In this write-up, I am going to cover with you the required beat making equipment to make beats.
I want to guide you through this process and make it very easy for you.
Here’s a question for you:
“What inspired you to make beats?”
For me, it was a friend of mine.
I was at his house one night and he introduced to me to FL Studio.
I went home and downloaded the demo which I used for about 3 weeks until I actually purchased the full version!
(Remember, FL Studio offers lifetime updates, which is absolutely amazing!)
So why does this question matter?
Well, how you were introduced to making beats can dictate what type of beats you’ll want to create!
Since my friend was producing original compositions (and not samping), I was encouraged to create original compositions.
But if your friend was into authentic hip-hop which includes sampling vinyl, you may have a different approach; an MPC or Maschine Studio could be your main tool for production!
What You Will Learn
- Gear Nowadays vs. Studios Back in the Day
- Making Beats vs. Recording Songs
- What Gear is Actually Needed to Make Beats?
- Mind Over Materials, Purchasing Wisely
- The Hardware I Personally Use
Gear Nowadays vs. Studios Back in the Day
Technology has made music production affordable to almost anyone!
A studio that cost $100,000+ back in the day, is now obtainable for about $1000 bucks!
Can you believe that?
The hardware required to run a professional studio is now bundled inside your DAW!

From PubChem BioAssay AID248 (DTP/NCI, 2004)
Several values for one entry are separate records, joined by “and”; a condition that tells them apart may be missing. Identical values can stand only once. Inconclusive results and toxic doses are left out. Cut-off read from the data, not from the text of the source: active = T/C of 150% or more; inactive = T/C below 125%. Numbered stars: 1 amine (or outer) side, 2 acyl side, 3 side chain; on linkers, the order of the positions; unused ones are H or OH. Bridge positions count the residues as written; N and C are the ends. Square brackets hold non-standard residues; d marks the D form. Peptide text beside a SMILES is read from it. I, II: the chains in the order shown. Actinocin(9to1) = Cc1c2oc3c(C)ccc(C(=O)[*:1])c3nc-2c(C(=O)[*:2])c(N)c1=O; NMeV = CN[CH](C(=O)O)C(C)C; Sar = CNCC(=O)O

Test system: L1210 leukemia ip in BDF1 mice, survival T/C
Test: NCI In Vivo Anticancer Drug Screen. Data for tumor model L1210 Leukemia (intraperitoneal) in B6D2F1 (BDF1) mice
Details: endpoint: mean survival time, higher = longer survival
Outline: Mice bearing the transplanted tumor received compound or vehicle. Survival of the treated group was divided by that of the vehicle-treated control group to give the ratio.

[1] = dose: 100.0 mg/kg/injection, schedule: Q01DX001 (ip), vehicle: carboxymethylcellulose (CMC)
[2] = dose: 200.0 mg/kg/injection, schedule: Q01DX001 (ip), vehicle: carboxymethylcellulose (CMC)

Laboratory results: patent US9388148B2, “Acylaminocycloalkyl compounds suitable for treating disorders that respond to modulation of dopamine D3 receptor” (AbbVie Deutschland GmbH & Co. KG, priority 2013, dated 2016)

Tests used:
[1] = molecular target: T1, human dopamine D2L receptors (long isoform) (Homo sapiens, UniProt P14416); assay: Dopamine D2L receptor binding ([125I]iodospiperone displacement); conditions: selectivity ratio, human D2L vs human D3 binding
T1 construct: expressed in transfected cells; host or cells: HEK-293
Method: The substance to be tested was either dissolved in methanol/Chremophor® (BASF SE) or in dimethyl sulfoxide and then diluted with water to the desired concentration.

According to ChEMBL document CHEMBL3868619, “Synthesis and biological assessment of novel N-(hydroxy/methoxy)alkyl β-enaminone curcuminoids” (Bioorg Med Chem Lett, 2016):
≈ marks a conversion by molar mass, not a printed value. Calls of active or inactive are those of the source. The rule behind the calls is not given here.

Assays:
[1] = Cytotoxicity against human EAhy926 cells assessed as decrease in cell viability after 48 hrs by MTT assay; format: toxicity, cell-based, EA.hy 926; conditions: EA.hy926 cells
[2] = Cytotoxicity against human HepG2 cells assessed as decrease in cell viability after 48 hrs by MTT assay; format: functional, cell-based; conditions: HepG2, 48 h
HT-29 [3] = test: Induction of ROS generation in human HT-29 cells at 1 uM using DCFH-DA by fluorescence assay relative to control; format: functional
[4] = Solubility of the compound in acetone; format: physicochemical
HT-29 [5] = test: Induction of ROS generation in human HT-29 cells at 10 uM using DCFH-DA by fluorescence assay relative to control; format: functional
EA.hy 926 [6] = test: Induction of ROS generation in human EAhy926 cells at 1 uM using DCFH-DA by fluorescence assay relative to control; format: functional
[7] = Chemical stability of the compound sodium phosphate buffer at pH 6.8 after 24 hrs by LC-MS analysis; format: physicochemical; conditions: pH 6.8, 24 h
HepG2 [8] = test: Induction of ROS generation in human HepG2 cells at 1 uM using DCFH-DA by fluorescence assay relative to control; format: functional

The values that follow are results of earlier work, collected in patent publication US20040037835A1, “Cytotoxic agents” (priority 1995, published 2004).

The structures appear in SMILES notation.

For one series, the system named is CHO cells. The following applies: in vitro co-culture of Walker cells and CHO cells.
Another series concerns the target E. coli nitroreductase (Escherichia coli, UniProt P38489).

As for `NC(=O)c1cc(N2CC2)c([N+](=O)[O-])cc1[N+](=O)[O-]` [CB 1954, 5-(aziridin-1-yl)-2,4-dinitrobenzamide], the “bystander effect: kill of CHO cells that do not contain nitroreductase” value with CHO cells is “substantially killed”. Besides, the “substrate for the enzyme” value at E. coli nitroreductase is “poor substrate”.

Things such as EQ’s, compressors, and effects like delays/reverbs.
Nowadays we can simply undo the effect, or just dial it back a bit if we want..
But before, a lot of the choices were permanent, or you had to write down all the knobs/sliders positions on mixing consoles if you wanted to recall a mix for a revision!
So long story short, the industry has changed.
It is now affordable to make beats at home off a laptop!
Making Beats vs. Recording Songs
There is a difference between making beats and recording songs.
Let’s start with recording songs:
Recording songs requires some more equipment.. but also more skill, in my opinion!
You must know how to play the instrument, and sing/rap well, to get a solid recording for an awesome song.
It’s really easy to create a good song from an awesome recording, but hard to turn a poor recording into an awesome song.
Once your audio is recorded inside your computer, things start to get on the same playing field when comparing making beats to recording songs.
The only difference with the recorded audio is you are kind of stuck with what you recorded.
This leads to more extreme processing from tools like EQ and compression for a great sound.
But when making beats, we tend to use digital tools!
Tools such as synthesizers, which allow us to fully control the sound!
Whether this be totally altering the sound by turning knobs on the synth, or changing the MIDI notes played in the piano roll.
In the digital world, you as the music producer are in full control.
What Gear is Actually Needed to Make Beats?
With that said, I’ll break this down into two categories; recording songs and making beats.
I’m going to start with making beats.
To record songs, you will typically need the same equipment as beatmakers, but also some additional equipment like a microphone.
To make beats, you’ll need at least the following tools:
- Your Computer (Obviously!!!)
- Music Program (DAW – FL Studio)
- Sounds Kits / Virtual Instruments (VSTS)
- MIDI Keyboard